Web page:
Postal Legislation in 2015 -- Path to a Breakthrough?


                Because the Postal Service has been awash in a sea of red ink since 2008, Senators and Representatives have focused on legislation to reform the postal system for three consecutive Congresses.  That legislation has failed in each of those three consecutive Congresses.  But in the new 114th Congress, there may be a potential alignment of the stars that could lead to a breakthrough and a bill that could stabilize this venerable, but still highly valued and heavily used, national institution.

                First, quickly, why did legislation stall three times in a row?   In each case, the approach was too broad.  One person’s solution was another’s cure that was worse than the disease.  Items such as ending Saturday delivery, mandating a major shift from curbside delivery to centralized clusterboxes, interfering with collective bargaining, shifting authority to the Postal Service Board of Directors (called “Governors”) from its regulator, the Postal Regulatory Commission, adding layers of bureaucracy, and more, were political “third rails” which drove important constituencies and blocs of legislators into opposition.   The result was predictable.

                So, why is 2015 any different?  The Committees of jurisdiction in both the House and Senate have new Chairs and a relatively clean slate.  Importantly, there is a new Postmaster General who seems more open and flexible on reaching solutions to help her agency.   And there is the example from the second half of last year when two major postal constituencies, the postal labor unions and the business mailing community and its suppliers in paper, printing and technology, reached a compromise approach that drew support from pivotal Members, but ran out of time.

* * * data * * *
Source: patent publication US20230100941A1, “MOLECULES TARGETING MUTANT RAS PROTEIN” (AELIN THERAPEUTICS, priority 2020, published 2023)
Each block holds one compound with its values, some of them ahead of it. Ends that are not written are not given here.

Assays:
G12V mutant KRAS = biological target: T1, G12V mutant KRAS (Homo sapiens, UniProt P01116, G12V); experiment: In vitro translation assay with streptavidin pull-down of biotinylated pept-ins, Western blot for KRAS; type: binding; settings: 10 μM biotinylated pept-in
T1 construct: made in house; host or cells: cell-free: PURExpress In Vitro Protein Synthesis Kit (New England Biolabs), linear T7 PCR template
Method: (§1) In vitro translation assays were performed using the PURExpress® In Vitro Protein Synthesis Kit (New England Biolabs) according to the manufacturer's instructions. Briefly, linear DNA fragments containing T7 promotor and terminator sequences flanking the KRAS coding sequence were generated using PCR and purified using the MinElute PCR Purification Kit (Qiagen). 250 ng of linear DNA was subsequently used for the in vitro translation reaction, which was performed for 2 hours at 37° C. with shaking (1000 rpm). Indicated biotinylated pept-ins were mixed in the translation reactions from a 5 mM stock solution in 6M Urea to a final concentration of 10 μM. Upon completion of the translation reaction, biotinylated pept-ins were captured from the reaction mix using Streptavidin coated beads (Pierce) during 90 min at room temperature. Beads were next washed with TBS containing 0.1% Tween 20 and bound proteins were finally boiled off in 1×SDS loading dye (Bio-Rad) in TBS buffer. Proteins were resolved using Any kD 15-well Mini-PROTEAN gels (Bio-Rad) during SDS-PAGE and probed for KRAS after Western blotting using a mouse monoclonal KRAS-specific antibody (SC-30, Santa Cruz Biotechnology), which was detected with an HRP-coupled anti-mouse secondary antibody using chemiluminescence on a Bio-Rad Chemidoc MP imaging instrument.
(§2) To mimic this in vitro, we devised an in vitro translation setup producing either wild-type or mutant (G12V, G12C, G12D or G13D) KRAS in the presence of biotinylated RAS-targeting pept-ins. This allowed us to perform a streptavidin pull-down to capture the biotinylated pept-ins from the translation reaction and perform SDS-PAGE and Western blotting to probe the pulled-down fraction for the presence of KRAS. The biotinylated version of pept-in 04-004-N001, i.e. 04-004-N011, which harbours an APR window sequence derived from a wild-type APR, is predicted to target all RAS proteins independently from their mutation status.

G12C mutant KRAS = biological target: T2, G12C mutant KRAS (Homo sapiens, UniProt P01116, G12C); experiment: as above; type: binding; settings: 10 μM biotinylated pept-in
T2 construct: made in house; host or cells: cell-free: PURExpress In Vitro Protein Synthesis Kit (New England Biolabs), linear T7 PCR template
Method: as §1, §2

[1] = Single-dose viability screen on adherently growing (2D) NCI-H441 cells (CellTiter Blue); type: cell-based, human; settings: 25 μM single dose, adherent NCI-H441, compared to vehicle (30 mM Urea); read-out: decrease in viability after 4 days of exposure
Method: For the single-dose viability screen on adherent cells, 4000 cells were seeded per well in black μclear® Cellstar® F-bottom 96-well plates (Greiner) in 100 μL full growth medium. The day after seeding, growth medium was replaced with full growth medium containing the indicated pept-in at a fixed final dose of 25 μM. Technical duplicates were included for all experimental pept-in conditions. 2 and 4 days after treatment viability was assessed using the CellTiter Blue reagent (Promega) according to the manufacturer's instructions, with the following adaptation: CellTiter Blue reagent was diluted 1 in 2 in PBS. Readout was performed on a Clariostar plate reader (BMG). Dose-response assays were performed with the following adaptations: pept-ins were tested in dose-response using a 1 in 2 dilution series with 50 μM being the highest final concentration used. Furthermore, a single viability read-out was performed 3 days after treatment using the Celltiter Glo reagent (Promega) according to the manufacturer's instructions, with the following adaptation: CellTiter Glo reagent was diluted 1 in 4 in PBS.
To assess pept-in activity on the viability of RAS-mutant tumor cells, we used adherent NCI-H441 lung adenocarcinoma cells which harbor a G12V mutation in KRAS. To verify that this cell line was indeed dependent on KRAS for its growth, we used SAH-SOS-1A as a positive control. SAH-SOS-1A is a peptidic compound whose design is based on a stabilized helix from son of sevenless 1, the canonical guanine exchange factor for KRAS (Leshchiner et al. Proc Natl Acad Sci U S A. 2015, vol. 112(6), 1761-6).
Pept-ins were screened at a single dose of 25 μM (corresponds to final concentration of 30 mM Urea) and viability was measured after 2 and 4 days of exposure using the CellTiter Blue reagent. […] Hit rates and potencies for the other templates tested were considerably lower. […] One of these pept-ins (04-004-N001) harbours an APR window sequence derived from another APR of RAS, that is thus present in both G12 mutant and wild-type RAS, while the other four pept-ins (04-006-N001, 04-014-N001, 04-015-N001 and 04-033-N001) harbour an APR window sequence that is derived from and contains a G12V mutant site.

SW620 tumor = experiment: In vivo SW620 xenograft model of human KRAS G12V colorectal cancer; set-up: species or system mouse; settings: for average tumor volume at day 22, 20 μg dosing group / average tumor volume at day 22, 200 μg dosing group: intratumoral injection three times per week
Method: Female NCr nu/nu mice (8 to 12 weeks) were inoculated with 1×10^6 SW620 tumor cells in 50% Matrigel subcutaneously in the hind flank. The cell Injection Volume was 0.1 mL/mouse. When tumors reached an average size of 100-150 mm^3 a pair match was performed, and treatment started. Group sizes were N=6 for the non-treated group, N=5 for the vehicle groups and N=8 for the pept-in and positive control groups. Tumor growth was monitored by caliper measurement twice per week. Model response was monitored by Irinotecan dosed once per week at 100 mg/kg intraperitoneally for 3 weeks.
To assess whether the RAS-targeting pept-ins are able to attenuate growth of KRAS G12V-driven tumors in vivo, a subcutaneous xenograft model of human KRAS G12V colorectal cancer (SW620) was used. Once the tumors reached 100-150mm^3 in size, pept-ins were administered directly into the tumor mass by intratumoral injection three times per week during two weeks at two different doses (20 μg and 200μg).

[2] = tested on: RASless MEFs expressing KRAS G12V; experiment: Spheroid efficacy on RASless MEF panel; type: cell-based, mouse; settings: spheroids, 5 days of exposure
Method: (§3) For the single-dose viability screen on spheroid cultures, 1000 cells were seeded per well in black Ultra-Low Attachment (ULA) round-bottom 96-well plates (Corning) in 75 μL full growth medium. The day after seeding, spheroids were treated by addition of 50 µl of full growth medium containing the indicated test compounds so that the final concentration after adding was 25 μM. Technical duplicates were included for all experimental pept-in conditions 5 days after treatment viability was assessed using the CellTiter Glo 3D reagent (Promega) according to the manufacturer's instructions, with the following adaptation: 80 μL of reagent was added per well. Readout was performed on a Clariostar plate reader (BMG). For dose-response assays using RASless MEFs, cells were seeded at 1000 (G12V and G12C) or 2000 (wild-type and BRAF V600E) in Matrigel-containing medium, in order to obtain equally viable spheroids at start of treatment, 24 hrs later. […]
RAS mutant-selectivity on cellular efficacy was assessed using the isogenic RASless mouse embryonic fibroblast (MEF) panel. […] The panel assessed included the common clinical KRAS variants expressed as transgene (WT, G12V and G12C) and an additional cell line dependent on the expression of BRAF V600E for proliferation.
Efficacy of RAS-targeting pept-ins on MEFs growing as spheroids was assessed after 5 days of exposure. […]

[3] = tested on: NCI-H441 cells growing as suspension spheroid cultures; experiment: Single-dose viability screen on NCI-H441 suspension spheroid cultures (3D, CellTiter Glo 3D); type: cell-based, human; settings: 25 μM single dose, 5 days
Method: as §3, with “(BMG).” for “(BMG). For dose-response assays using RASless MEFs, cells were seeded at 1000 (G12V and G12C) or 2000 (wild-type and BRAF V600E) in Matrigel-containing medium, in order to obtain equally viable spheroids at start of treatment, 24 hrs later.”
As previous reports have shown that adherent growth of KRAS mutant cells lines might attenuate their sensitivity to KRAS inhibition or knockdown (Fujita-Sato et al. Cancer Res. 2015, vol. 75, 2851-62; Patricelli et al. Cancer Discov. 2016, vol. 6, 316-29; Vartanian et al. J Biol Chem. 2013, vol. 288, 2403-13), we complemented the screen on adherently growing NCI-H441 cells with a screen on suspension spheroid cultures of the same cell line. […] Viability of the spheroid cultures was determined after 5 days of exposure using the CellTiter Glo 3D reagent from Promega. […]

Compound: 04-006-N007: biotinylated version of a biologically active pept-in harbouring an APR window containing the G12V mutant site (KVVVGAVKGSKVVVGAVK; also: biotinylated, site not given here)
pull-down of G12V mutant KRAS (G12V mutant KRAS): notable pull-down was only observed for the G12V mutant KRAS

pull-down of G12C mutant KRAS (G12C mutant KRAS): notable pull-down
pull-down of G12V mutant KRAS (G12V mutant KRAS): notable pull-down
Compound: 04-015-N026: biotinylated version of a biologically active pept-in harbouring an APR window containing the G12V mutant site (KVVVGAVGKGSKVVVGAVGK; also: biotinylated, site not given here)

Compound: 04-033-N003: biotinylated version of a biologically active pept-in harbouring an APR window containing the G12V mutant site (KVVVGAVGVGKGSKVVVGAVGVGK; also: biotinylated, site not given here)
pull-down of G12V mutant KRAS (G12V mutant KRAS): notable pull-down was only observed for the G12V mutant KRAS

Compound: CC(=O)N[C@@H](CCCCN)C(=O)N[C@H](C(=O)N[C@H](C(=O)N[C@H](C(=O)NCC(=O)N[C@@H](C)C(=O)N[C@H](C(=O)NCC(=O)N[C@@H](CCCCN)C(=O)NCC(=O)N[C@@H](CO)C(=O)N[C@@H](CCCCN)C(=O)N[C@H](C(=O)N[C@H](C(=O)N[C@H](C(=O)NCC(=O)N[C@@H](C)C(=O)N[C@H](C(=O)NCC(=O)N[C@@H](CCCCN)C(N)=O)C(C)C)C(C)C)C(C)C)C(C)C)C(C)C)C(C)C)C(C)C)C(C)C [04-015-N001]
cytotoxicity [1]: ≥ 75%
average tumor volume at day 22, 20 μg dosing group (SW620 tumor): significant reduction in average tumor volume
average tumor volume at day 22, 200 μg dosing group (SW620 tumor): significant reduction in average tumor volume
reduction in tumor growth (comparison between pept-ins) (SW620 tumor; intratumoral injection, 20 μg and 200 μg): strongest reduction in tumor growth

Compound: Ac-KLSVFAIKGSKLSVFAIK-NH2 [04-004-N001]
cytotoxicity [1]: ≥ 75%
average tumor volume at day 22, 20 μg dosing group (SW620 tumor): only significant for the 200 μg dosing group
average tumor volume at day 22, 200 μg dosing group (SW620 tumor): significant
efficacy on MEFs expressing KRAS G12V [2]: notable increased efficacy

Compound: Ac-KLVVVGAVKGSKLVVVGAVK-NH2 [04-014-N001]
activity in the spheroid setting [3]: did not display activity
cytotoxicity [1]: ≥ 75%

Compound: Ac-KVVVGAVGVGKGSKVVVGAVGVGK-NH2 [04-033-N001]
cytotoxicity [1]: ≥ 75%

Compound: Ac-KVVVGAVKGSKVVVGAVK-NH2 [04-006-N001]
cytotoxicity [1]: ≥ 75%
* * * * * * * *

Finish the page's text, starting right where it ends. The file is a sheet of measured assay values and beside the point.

That compromise was to focus only on stabilizing USPS financially.  No other reforms.  All “third rail” political issues were thrown over the side.  And each side made painful concessions for the greater good.  The principles of that deal were that it had to achieve that financial stability while protecting taxpayers from the need for a bailout, and preserving the services the public has come to expect from the Postal Service. 

                There is some hope that these various stars will actually align, and a compromise, streamlined bill can be crafted, passed and sent to the President.  Having said that, it is far from a slam dunk.   Many obstacles remain; some Members and constituencies will be difficult to satisfy.   Nonetheless, the conditions for progress seem more encouraging than at any time since 2006, when the last overhaul of the Postal Service, the Postal Accountability and Enhancement Act, was enacted.